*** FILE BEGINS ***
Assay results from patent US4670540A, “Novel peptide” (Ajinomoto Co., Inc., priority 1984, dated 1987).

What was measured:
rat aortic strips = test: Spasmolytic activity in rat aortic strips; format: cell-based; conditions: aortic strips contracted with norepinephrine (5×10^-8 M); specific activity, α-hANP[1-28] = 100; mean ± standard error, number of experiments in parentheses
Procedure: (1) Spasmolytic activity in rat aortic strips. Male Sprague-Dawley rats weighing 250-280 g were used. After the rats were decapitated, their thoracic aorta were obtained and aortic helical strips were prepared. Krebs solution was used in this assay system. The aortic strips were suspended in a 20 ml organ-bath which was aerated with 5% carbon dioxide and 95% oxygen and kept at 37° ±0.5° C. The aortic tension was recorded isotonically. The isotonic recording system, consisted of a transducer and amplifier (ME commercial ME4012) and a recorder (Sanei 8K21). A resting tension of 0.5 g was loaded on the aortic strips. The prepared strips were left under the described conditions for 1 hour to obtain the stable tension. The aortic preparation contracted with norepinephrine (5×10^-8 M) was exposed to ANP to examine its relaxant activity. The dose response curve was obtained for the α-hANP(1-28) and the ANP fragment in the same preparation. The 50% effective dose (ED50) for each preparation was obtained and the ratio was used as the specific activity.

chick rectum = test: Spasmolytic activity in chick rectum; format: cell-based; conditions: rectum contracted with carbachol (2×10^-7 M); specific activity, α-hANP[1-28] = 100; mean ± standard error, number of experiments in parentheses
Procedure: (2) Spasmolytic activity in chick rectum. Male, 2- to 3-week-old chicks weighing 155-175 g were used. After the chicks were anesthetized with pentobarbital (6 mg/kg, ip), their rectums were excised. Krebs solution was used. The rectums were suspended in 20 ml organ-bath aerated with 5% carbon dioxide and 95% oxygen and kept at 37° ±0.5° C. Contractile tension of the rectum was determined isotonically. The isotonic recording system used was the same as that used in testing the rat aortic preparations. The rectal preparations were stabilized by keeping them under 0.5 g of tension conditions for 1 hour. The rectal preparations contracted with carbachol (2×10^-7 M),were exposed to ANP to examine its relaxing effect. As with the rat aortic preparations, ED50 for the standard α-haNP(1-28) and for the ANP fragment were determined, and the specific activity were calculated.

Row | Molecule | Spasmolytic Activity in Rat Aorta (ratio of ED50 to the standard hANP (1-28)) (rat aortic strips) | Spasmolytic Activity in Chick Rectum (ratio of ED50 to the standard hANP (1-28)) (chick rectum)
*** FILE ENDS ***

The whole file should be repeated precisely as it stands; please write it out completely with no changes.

Assay results from patent US4670540A, “Novel peptide” (Ajinomoto Co., Inc., priority 1984, dated 1987).

What was measured:
rat aortic strips = test: Spasmolytic activity in rat aortic strips; format: cell-based; conditions: aortic strips contracted with norepinephrine (5×10^-8 M); specific activity, α-hANP[1-28] = 100; mean ± standard error, number of experiments in parentheses
Procedure: (1) Spasmolytic activity in rat aortic strips. Male Sprague-Dawley rats weighing 250-280 g were used. After the rats were decapitated, their thoracic aorta were obtained and aortic helical strips were prepared. Krebs solution was used in this assay system. The aortic strips were suspended in a 20 ml organ-bath which was aerated with 5% carbon dioxide and 95% oxygen and kept at 37° ±0.5° C. The aortic tension was recorded isotonically. The isotonic recording system, consisted of a transducer and amplifier (ME commercial ME4012) and a recorder (Sanei 8K21). A resting tension of 0.5 g was loaded on the aortic strips. The prepared strips were left under the described conditions for 1 hour to obtain the stable tension. The aortic preparation contracted with norepinephrine (5×10^-8 M) was exposed to ANP to examine its relaxant activity. The dose response curve was obtained for the α-hANP(1-28) and the ANP fragment in the same preparation. The 50% effective dose (ED50) for each preparation was obtained and the ratio was used as the specific activity.

chick rectum = test: Spasmolytic activity in chick rectum; format: cell-based; conditions: rectum contracted with carbachol (2×10^-7 M); specific activity, α-hANP[1-28] = 100; mean ± standard error, number of experiments in parentheses
Procedure: (2) Spasmolytic activity in chick rectum. Male, 2- to 3-week-old chicks weighing 155-175 g were used. After the chicks were anesthetized with pentobarbital (6 mg/kg, ip), their rectums were excised. Krebs solution was used. The rectums were suspended in 20 ml organ-bath aerated with 5% carbon dioxide and 95% oxygen and kept at 37° ±0.5° C. Contractile tension of the rectum was determined isotonically. The isotonic recording system used was the same as that used in testing the rat aortic preparations. The rectal preparations were stabilized by keeping them under 0.5 g of tension conditions for 1 hour. The rectal preparations contracted with carbachol (2×10^-7 M),were exposed to ANP to examine its relaxing effect. As with the rat aortic preparations, ED50 for the standard α-haNP(1-28) and for the ANP fragment were determined, and the specific activity were calculated.

Row | Molecule | Spasmolytic Activity in Rat Aorta (ratio of ED50 to the standard hANP (1-28)) (rat aortic strips) | Spasmolytic Activity in Chick Rectum (ratio of ED50 to the standard hANP (1-28)) (chick rectum)